USA Rugby officials say they will refocus bid plans and seek the 2031 Men’s World Cup and 2033 Women’s World Cup after a three-day summit with World Rugby leaders.
Meetings in Denver included World Rugby chief executive officer Alan Gilpin talking budgets and development ideas with USA Rugby and its World Cup bid committee leaders, with plans for a business partnership to stage the back-to-back events on US soil.
US governing body leaders unveiled bid plans for the Rugby World Cup in November seeking either the 2027 or 2031 men’s events and 2029 women’s tournament.
A USA bid release on Friday said World Rugby “is in full support of exploring” a “restructured hosting model” with a “partnership business approach” between host nations and World Rugby, moving away from the rights awarding model so the host nation, union and World Rugby can “maximize strategic outcomes”.
“USA is absolutely primed to host exceptional Rugby World Cups and the productive meetings this week have reinforced that belief,” Gilpin said. “The remodeled hosting strategy allows us for the first time to target nations that are central to rugby’s global growth objectives and the USA is at the very heart of that objective.
“If we want to be globally relevant and strong as a sport, we must look to the likes of the USA.”
The timeline, providing about a decade for staging US events and the advancement of rugby in America, would help the project, as will the push for a strong women’s tournament.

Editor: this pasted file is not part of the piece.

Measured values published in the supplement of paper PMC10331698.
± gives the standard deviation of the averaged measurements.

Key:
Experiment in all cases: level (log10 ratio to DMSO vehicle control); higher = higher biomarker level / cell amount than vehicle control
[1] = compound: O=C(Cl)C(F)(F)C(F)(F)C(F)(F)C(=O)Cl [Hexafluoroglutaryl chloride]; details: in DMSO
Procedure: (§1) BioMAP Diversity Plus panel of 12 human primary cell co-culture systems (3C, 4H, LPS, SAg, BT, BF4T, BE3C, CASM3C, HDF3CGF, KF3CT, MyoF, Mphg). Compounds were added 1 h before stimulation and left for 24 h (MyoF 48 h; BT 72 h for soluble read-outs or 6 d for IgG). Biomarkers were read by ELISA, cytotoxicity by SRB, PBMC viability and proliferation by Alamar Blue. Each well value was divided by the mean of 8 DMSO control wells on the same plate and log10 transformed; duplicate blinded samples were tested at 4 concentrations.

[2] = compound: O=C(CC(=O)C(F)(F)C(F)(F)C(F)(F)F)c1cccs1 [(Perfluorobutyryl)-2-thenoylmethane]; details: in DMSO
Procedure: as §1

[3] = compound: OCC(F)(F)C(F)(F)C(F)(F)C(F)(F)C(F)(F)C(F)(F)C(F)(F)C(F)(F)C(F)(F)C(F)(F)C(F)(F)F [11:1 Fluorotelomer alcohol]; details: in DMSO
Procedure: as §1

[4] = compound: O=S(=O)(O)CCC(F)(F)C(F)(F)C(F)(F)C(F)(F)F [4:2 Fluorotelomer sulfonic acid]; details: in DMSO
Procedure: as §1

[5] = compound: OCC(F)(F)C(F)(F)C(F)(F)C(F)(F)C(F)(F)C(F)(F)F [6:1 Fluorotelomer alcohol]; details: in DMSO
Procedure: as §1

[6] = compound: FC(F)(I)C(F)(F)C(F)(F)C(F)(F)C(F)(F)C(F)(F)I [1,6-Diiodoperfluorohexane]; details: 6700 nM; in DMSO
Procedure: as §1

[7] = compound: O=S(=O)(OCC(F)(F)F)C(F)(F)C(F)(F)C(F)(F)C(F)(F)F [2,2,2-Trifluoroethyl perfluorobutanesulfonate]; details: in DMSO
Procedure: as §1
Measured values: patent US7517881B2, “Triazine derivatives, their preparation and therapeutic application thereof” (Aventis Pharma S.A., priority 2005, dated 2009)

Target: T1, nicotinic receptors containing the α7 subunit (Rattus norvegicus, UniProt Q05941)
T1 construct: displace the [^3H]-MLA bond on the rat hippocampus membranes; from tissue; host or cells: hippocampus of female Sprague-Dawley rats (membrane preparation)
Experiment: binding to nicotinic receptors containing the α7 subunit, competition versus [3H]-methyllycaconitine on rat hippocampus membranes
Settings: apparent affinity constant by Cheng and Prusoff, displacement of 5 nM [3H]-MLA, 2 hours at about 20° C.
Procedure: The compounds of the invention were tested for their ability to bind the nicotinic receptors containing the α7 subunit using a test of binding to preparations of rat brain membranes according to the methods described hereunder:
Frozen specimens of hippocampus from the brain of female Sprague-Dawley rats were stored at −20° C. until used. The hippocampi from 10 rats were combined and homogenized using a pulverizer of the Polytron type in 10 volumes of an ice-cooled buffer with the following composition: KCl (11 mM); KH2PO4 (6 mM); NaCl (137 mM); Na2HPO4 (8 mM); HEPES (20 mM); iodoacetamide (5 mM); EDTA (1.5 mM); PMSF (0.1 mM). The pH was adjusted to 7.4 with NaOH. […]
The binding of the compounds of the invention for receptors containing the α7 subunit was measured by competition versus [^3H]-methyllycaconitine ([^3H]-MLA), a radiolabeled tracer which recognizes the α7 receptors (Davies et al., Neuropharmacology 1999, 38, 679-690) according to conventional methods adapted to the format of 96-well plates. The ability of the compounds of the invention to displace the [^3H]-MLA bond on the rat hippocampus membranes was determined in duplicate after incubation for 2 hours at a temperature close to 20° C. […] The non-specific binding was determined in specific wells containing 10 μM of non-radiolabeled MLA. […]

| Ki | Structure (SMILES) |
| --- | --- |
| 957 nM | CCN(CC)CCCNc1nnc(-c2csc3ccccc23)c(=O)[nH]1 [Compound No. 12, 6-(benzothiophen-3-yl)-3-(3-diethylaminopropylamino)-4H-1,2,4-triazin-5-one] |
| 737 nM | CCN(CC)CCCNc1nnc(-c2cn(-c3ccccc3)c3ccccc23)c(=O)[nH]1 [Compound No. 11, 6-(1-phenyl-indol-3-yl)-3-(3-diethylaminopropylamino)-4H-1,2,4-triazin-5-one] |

“We are excited by confirmation of USA’s candidature for a women’s event in 2033, which allows us to develop a long-term hosting and growth plan in partnership with USA Rugby and other stakeholders that will help the nation and North America realise its rugby potential in every sense, which is in turn great for everyone in the game.”
Part of the gathering was conducted at the home stadium of the NFL’s Denver Broncos, a 75,000-seat venue in a US rugby hotbed that is a candidate for hosting World Cup matches in the US plan.
Jim Brown, chair of the USA Rugby bid committee, called the meetings “extraordinarily constructive” in the goal of producing two successful World Cups.
“Following a series of assessments and discussion with USA Rugby, we believe a hosting model of men’s and women’s events in 2031 and 2033 is better positioned for the US to set development goals and deliver on our promise of a catalyst for rugby growth in the United States,” Brown said.
USA Rugby chief executive Ross Young added there was confidence in the revised hosting timeline. “We’re very encouraged by the collective consideration we continue to see from USA Rugby stakeholders, the bid committee, candidate host cities, government officials and of course World Rugby,” Young said.
“Our objective from the very beginning has been due diligence, and we’re assured that the concept in place will be a true vehicle for growth.”
A total of 28 US cities expressed interest in staging World Cup games, with venues including NFL venues in Miami, San Francisco and New England.
US venues have hosted Test matches involving top overseas clubs, including Ireland’s 2016 victory over New Zealand at Chicago’s Soldier Field, and San Francisco hosted the Rugby World Cup Sevens in 2018.
The United States national team hosted New Zealand last November and managed its first-ever tries against the All Blacks in a 104-14 loss at the home venue of the NFL’s Washington Commanders.
© Agence France-Presse